When you are a teen girl and only some of your friends love skiing, the next best theme for a January birthday is… of course… hanging out at the mall. So Abby designed a scavenger hunt, split the “squad” into teams and they spent a Saturday morning finding stuff, annoying sales people, taking selfies with strangers and generally being silly. My job: pay for everything, take lots of photographs and try not to embarrass my daughter. She had a great time! I was going through the pictures from that day recently and found this one… it was supposed to be a shot of the girls walking toward me on their hunt for some prize, but this elderly couple got between us.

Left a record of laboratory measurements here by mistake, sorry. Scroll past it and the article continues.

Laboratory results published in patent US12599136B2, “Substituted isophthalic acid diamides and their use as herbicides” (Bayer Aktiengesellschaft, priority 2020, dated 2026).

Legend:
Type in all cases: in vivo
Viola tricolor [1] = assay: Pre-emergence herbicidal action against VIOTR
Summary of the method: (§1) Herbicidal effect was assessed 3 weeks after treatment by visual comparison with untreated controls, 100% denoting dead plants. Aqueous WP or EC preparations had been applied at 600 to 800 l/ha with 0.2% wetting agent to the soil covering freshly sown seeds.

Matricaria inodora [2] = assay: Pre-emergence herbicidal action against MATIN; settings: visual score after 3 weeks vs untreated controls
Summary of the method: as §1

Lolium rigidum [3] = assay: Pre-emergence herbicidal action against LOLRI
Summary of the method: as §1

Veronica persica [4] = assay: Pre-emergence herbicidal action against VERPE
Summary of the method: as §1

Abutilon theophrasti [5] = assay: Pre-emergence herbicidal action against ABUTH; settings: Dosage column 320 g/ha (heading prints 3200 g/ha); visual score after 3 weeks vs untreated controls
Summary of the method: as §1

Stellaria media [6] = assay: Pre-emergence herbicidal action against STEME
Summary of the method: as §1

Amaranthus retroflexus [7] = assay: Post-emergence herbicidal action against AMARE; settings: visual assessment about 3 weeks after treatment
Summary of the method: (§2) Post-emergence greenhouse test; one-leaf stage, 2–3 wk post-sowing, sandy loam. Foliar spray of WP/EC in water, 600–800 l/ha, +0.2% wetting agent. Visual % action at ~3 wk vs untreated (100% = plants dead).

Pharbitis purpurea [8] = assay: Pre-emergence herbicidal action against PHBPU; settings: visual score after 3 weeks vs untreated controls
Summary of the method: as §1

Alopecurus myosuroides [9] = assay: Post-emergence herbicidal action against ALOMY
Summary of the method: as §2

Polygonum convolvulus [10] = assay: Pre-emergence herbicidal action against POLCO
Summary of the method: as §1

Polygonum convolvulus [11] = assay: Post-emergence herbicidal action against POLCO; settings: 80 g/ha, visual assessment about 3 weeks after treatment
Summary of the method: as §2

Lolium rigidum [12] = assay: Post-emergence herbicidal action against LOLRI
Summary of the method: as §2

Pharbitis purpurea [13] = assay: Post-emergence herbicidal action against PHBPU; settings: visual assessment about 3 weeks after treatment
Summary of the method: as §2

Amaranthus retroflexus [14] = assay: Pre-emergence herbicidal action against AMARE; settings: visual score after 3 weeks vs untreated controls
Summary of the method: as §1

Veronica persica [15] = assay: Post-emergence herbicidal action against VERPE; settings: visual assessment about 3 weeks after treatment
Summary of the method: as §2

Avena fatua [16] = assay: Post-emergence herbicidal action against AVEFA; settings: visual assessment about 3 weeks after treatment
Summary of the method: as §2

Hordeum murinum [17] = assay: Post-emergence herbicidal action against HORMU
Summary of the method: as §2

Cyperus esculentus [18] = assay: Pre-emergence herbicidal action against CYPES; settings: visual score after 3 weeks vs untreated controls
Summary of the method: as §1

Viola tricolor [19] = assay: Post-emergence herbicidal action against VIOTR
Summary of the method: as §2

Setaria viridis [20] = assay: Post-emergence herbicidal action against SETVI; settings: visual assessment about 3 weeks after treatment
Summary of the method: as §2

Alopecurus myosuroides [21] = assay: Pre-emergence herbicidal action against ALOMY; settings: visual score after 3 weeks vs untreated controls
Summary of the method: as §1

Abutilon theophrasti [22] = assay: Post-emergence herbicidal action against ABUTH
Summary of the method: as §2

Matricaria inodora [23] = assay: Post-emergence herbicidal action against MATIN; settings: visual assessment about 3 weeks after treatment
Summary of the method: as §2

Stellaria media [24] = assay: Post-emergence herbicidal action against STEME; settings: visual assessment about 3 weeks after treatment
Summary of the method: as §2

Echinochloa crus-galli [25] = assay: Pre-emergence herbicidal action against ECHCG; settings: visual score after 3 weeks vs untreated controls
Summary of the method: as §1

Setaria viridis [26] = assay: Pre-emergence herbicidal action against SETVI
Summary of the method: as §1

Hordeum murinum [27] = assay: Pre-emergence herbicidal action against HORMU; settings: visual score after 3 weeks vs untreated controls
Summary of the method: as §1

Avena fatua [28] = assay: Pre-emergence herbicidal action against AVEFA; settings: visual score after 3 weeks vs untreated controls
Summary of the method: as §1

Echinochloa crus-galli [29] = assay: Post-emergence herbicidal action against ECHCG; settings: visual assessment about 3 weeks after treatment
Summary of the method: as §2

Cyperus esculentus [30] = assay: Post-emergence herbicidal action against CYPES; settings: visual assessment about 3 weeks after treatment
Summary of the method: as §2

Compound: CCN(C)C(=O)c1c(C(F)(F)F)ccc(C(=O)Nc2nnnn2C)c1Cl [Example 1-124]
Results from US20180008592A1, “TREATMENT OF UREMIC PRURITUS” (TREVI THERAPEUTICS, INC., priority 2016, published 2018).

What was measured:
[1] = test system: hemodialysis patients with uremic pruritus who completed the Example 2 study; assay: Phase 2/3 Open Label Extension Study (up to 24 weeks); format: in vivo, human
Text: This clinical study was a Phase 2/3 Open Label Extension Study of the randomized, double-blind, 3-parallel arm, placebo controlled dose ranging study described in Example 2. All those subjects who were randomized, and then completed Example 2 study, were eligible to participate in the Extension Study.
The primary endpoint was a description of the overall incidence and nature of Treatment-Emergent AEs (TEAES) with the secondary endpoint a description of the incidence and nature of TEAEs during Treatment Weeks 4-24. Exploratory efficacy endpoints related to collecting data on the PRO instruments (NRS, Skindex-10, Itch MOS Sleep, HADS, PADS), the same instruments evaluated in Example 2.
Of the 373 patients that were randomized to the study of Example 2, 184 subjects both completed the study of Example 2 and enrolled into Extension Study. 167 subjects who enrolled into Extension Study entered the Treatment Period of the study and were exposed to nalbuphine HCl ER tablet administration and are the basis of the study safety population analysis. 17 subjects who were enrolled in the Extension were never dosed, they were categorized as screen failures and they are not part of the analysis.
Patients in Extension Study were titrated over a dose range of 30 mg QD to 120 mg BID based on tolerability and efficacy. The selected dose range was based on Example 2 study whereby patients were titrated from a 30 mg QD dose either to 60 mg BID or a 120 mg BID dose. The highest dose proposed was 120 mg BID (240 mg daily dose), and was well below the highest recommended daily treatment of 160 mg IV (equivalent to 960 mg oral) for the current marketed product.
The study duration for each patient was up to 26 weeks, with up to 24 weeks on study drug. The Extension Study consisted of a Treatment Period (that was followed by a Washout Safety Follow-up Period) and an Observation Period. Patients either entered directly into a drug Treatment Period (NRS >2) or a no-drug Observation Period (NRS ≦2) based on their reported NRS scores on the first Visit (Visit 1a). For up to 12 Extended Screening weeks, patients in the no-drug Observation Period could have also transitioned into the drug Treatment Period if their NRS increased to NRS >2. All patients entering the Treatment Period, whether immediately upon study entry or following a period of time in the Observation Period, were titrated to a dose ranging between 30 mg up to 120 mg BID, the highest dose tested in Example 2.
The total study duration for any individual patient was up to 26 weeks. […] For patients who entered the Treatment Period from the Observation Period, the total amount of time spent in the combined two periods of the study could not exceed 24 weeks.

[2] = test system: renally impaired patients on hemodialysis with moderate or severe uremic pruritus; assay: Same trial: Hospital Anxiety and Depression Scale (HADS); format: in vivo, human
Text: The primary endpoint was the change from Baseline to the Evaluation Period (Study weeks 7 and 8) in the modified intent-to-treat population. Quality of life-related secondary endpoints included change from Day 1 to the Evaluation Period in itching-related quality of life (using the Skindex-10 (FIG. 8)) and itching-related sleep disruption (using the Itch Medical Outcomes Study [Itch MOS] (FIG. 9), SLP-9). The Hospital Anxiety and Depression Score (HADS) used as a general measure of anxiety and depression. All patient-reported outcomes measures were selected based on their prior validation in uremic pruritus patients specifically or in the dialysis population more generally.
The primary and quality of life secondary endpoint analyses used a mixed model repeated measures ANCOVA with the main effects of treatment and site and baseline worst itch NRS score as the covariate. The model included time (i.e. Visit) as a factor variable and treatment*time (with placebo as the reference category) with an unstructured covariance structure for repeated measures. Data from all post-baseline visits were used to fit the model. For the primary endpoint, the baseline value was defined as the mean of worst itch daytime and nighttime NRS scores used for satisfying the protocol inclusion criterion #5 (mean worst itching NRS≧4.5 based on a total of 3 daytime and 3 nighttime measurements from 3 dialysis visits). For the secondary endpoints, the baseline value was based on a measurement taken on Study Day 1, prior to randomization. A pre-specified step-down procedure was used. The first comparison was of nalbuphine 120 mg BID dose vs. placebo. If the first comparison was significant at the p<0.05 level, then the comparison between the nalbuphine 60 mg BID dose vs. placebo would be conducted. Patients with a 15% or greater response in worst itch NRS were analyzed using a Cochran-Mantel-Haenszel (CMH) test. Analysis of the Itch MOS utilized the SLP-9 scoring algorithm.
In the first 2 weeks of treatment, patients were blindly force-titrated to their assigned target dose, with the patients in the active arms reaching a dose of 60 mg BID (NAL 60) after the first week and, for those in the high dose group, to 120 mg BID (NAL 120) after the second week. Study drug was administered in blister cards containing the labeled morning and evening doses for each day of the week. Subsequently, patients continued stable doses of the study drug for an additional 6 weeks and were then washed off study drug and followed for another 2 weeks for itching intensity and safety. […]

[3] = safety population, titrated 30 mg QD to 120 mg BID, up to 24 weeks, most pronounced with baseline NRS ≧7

Just look at these two! They have gray hair. They are holding each other up with her cane and his careful steps. In each other’s arms. As they have probably done for 50 or 60 years. They have seen each other at their very best and their very worst. Made memories. Set goals. Achieved victories. Laughed. Overlooked wrinkles, gray hair, weight gain, snoring, moral questions, political differences, loss. Comforted. Probably fought. Just lived normal lives. My guess anyway. And how lucky to live this long and have a witness to walk with arm-in-arm after so many years – unscathed by the random bullets that regularly take out our husbands or wives with incurable and fatal diseases far too soon. It reminds me of the moment I sat in the family waiting room while Neil had a minor surgery to help with his breathing. Next to me sat a man who looked to be 150 years old – in his tweed coat, necktie and hat in his hands. An aid came in and handed him a little baggie with what appeared to be teeth in it. His wife’s dentures. I started crying thinking “How lucky that woman is! Her dapper husband will safeguard her teeth while she fights some illness.” And, selfishly, “Who will hold my teeth when it’s my turn to fight an illness?”